• USDA is announcing the second year of funding opportunities for cooperative agreements that support the growing urban agriculture movement and reduce food waste. 
  • Community Compost and Food Waste Reduction (CCFWR) cooperative agreements will award $2 million for pilot projects that develop and implement strategies for municipal compost plans and food waste reduction plans. 
  • Local governments may submit projects that:
    • Generate compost;
    • Provide access to compost to farmers;
    • Reduce fertilizer use;
    • Improve soil quality;
    • Encourage waste management and permaculture business development;
    • Increase rainwater absorption;
    • Reduce municipal food waste; and
    • Divert food waste from landfills.  
  • NRCS will assist on conservation related activities. 
  • Priority will be given to projects that include economic benefits; provide compost to farmers; integrate other food waste strategies, including food recovery; and collaborate with multiple partners.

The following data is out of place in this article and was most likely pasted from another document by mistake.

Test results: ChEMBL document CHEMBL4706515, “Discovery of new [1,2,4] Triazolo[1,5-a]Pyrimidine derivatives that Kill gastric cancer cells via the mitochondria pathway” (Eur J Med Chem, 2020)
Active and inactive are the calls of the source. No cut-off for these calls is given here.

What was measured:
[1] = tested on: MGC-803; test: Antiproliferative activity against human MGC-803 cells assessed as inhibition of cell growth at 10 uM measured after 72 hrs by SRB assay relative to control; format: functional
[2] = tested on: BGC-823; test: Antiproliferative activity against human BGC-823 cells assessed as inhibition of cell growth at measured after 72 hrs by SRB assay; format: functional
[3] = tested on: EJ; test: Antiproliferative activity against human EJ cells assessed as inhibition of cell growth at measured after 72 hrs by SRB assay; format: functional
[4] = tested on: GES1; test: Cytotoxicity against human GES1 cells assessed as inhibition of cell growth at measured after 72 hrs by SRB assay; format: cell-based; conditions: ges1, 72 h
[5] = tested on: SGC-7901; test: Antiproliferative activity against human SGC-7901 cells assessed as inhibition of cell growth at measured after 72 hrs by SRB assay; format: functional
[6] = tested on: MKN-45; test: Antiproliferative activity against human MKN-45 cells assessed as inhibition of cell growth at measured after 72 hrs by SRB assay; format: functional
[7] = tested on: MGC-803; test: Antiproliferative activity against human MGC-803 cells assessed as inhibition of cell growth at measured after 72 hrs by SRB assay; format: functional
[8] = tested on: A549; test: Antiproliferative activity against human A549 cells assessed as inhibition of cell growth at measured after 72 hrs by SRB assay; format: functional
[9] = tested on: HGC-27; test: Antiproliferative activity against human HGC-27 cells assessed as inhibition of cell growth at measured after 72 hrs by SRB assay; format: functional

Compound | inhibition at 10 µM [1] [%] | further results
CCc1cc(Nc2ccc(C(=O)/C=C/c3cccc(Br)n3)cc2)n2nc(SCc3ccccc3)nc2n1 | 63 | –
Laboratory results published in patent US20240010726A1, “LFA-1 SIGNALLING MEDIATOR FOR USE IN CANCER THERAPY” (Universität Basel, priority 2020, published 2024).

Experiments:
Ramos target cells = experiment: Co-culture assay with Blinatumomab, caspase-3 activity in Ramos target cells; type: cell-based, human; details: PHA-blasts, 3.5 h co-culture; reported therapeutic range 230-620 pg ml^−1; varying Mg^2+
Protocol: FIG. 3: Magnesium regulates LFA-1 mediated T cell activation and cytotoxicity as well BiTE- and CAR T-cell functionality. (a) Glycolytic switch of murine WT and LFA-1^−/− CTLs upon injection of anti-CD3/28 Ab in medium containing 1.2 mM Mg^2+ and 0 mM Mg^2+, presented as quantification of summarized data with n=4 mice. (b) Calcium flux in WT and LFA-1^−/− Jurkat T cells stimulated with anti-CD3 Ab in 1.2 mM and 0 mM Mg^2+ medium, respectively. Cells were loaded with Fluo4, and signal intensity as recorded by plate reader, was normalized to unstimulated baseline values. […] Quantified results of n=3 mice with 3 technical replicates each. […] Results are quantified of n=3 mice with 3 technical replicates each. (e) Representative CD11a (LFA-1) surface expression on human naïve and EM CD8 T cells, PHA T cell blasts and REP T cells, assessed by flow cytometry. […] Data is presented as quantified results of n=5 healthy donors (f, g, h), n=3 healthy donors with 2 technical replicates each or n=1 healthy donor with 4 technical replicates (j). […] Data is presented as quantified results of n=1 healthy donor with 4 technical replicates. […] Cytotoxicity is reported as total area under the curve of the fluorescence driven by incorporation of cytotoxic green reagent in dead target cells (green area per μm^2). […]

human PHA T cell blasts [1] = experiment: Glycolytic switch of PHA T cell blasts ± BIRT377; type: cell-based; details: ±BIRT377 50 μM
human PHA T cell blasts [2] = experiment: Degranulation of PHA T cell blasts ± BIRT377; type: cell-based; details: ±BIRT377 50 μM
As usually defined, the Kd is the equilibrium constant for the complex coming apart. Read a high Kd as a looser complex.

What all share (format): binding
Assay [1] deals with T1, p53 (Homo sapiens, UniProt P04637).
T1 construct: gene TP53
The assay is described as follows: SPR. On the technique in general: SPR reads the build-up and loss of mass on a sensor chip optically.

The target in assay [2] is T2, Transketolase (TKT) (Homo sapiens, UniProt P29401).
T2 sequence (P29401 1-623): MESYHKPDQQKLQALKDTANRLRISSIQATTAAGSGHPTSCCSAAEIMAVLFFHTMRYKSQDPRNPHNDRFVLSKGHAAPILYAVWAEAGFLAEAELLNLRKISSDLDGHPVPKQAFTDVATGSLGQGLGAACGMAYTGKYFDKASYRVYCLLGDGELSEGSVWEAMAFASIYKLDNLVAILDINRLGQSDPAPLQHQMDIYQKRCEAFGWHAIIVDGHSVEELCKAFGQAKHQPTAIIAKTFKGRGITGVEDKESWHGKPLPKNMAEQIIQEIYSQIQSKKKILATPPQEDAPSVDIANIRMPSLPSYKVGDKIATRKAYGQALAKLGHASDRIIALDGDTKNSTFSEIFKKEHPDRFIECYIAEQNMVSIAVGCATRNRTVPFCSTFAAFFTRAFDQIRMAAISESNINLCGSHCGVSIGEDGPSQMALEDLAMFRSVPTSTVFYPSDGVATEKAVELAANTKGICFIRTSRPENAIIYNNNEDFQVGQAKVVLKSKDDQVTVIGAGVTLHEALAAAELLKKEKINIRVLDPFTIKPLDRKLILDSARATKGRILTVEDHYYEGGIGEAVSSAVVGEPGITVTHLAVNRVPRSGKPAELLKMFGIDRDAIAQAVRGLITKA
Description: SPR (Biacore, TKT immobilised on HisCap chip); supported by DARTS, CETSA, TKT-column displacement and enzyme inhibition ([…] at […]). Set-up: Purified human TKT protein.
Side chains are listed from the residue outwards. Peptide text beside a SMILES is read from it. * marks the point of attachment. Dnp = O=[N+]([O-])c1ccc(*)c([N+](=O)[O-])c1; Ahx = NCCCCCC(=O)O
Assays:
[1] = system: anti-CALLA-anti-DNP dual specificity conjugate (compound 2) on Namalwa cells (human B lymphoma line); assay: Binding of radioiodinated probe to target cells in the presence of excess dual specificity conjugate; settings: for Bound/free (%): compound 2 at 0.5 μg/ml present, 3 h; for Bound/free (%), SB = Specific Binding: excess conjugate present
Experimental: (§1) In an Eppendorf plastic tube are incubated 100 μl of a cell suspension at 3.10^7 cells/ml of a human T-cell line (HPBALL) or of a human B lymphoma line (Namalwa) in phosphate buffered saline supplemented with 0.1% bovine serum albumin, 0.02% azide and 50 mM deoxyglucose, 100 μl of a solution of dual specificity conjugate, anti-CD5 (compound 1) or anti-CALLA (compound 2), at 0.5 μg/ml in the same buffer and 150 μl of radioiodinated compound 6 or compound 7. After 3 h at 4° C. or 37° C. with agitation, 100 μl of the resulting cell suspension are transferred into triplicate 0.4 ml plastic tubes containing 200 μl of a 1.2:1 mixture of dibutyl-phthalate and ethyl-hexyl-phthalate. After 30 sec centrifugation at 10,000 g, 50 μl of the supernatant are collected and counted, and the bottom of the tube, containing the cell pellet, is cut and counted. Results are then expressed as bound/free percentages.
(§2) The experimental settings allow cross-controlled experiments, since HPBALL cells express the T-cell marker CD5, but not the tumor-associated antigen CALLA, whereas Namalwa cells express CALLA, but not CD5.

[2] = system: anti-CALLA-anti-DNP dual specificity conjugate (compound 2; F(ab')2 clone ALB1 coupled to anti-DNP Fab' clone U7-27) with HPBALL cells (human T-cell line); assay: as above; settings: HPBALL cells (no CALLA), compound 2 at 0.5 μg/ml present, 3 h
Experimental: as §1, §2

• The deadline for applications is July 16, 2021.
  • Last year’s awards included $1.09 million for 13 pilot Cooperative agreements for Community Compost and Food Waste Reduction (CCFWR) Projects.  
  • The Office of Urban Agriculture and Innovative Production was established by the 2018 Farm Bill to institutionalize support for urban agriculture. 
  • So far, the office has: 
    • Accepted nominations for a new, 12-person Secretarial federal advisory committee on urban agriculture;
    • Set up pilot FSA county committees focused on urban agriculture; 
    • Awarded its first cycle of grants and cooperative agreements.